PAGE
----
Erika has suffered from diabetes for many years, a disease that eventually led to her having to have her left leg amputated. As one who always enjoyed getting out and about, the Christmas gift of an electric scooter was a godsend. The device gave her back her independence, with the freedom to go shopping, visit friends or go to the park.
She was making her weekly shopping trip one particular Tuesday, but she began to feel weak and dizzy, and just wanted to get home quickly. She entered her apartment building, drove her scooter toward the elevator, and, forgetting to brake, crashed into the closed panels of the landing door. The force of the impact ripped the doors out of their sill, leaving them swinging, and Erika fell 5 m down the empty shaft, and suffered very serious injuries.
This horrifying scenario has played out on several occasions in recent years, with reports of similar accidents in the U.S. and Europe. With their mass and speed, electric scooters can overpower elevator landing doors, and, as the population ages, more and more of these devices are coming into use. The use is widespread in The Netherlands, and an estimated 300,000 people use mobility scooters in the U.K., where modern shopping centers provide special parking areas to accommodate them, even allowing shoppers to borrow them. Often, these scooter users will need to use an elevator. A lack of knowledge is no protection against responsibility. When accidents occur, liability often lies with the lift owner.
Rising accident numbers have led to an increase in calls for appropriate suitability tests and user certification. The primary focus is on reinforcing cabin walls and landing and car doors to enable them to withstand a collision at significant force. To date, however, no specific requirements have been laid down in common standards. Not even DIN EN 81-71: Protective measures against willful destruction can be applied to such cases, because the impact points in the pendulum tests described are considerably higher than the point at which a typical electric scooter would collide with a lift door. In investigations into electric scooter accidents, it has been repeatedly noted that the doors were in compliance with current safety requirements.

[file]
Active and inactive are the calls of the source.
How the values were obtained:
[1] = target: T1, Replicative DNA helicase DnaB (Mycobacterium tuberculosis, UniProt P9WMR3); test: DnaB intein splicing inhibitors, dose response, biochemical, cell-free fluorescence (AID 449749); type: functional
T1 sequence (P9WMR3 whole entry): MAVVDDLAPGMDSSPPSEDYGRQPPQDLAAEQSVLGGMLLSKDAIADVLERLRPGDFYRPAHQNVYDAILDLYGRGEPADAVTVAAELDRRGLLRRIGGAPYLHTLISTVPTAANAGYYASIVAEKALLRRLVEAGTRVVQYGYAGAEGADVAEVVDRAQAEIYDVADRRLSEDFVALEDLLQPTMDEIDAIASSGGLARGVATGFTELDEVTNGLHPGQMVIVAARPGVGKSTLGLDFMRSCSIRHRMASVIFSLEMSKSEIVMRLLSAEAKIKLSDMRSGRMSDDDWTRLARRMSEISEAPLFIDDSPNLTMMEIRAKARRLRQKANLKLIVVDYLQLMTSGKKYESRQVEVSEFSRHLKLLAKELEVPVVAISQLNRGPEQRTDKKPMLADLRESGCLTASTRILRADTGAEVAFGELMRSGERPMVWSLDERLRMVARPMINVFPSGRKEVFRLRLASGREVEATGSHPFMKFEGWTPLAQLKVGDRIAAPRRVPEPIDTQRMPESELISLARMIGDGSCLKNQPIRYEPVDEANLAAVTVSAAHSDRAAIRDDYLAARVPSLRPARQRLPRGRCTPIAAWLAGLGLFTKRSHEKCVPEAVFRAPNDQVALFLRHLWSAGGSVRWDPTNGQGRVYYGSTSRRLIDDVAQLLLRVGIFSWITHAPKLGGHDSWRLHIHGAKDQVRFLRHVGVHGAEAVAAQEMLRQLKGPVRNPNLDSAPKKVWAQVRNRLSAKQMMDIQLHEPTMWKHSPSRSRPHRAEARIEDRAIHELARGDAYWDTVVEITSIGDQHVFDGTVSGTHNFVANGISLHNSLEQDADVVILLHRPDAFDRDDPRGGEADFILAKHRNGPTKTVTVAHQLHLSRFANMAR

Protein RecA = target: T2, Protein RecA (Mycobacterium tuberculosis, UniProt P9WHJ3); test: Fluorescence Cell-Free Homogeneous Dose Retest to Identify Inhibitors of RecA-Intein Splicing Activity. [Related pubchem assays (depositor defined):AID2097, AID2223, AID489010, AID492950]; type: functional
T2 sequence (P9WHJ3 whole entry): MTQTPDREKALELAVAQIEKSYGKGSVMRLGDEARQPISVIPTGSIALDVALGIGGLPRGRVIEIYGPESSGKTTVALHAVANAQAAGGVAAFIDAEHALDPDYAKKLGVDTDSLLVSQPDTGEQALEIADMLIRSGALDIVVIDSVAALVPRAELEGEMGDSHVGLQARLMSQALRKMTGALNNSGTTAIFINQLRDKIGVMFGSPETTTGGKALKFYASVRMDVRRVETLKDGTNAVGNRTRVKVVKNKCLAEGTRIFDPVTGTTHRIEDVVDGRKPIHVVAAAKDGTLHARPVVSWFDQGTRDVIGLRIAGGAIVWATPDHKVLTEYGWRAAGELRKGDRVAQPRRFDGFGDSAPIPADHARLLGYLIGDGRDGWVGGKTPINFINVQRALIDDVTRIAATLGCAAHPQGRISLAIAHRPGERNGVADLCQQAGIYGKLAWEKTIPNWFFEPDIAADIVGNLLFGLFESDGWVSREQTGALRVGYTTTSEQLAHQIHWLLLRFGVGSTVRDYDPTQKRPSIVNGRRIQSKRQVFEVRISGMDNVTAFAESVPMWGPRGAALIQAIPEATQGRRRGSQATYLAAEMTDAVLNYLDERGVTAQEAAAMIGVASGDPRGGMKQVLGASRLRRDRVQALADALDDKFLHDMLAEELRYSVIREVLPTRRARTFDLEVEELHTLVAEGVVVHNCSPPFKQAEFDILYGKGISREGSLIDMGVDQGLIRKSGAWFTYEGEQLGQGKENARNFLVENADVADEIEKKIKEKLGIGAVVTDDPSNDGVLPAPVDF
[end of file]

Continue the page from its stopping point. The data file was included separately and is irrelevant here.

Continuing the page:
The wordings of EN 81-20/-50 attempt to place increased emphasis on stability, as well as on the test requirements for lift doors and car walls. For newly built lift doors and car panels, the static force of 300 N applied vertically to an area 5 cm2 has been increased to 1,000 N, evenly distributed over an area of 100 cm2. Following exposure to these forces, the door components must not display any permanent deformities, and their functionality must continue to be ensured. Moreover, all landing doors with sheetmetal and glass panels — as well as car doors with glass panels — must undergo optimized pendulum impact tests.
The solution is not to simply reinforce the materials or add armoring, as this would significantly increase the weight and inertia of the door panels. The greater mass would create a risk of passengers becoming trapped and injured by closing doors, making it necessary to significantly reduce the speed at which the doors close.
Meiller initiated a project several years ago with the aim of developing “scooter-proof” lift doors that provide effective protection against scooters and their riders falling into a lift shaft. Following considerable research, an overriding certification for electric scooters was developed in collaboration with the renowned Laboratory for Steel and Light Alloy Construction at Munich University of Applied Sciences. A series of complex tests was performed on scooters of all classes, and numerous crash tests were conducted. This gave rise to Meiller’s ScooterGuard® safety system, which is able to withstand a collision with an electric scooter and driver (220 kg) at speeds of up to 8 kph. The additional cost of integrating the safety features to standard sheetmetal doors remains reasonable, and, upon request, Meiller can even supply standard glass doors pursuant to EN 81-20/-50 with ScooterGuard.
Of course, this alone will not prevent every accident. Indeed, lawmakers and official bodies should make it their task to amend existing building codes accordingly, and architects and planners should consider measures during a building’s planning phase. Such measures might be designing landings so electric scooters can only approach a lift door at low speed or from the side, or that the call button is positioned at a sufficient distance from the landing door.
Ultimately, lift operators, building owners, and, in particular, scooter users, must have training and instruction in the possible risks associated with using a lift in conjunction with a scooter.